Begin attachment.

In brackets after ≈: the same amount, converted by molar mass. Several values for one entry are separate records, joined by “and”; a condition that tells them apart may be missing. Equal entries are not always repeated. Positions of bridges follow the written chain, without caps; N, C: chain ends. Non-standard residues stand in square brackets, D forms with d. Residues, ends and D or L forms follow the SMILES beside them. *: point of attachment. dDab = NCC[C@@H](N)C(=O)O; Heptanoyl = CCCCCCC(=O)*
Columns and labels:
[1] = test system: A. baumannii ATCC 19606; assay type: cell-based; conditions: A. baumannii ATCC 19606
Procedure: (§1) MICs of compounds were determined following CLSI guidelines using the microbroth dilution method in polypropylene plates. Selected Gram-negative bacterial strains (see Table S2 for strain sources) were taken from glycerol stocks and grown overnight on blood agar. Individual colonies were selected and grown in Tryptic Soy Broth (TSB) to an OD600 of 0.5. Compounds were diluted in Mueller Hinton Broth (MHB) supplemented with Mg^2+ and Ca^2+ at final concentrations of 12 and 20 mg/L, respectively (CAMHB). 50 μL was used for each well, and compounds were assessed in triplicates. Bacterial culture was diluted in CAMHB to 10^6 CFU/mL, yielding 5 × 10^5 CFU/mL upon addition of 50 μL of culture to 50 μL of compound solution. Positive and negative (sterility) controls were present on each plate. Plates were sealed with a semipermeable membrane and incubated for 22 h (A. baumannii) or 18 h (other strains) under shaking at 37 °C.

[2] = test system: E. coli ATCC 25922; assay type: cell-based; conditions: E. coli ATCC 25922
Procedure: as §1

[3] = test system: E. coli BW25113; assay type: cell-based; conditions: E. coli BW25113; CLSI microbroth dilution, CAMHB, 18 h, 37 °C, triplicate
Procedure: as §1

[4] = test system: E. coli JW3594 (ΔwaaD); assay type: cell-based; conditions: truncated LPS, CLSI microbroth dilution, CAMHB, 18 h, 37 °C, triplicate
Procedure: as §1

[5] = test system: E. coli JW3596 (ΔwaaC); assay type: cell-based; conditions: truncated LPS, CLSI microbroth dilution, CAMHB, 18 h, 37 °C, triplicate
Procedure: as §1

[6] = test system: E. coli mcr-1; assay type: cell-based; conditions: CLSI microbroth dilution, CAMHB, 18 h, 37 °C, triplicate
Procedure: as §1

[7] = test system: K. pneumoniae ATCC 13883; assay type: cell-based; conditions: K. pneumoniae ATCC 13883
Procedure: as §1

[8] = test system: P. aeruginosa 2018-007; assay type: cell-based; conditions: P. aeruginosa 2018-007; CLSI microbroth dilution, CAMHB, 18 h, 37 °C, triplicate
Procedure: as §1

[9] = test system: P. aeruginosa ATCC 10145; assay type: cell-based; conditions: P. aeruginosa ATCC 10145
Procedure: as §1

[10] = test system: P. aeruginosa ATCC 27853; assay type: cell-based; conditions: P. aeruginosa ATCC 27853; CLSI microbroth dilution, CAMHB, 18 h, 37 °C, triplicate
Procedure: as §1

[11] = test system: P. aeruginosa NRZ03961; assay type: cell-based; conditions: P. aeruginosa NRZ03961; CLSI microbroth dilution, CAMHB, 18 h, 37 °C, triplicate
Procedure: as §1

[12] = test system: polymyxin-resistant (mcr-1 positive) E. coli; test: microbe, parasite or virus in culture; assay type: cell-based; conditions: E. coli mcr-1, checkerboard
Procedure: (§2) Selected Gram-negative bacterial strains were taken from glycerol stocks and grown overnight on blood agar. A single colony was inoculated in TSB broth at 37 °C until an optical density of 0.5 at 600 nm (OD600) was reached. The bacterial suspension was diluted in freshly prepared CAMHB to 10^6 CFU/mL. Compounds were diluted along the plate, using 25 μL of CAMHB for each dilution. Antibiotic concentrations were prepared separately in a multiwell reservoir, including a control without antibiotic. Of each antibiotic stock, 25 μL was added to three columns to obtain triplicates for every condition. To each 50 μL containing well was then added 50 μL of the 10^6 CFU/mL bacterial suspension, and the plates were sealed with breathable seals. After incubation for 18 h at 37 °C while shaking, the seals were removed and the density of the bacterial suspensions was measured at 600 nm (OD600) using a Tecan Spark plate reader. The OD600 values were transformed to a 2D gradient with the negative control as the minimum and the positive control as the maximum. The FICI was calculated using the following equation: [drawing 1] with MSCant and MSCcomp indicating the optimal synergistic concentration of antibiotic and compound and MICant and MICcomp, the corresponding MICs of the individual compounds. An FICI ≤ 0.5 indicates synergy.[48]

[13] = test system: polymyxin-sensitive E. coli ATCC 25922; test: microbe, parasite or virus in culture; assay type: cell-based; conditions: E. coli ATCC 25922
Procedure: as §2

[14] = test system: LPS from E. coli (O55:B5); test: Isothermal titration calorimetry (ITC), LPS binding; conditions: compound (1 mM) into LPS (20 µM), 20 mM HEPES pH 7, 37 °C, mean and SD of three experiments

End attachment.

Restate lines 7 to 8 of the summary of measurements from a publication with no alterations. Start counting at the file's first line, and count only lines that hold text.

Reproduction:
[3] = test system: E. coli BW25113; assay type: cell-based; conditions: E. coli BW25113; CLSI microbroth dilution, CAMHB, 18 h, 37 °C, triplicate
Procedure: as §1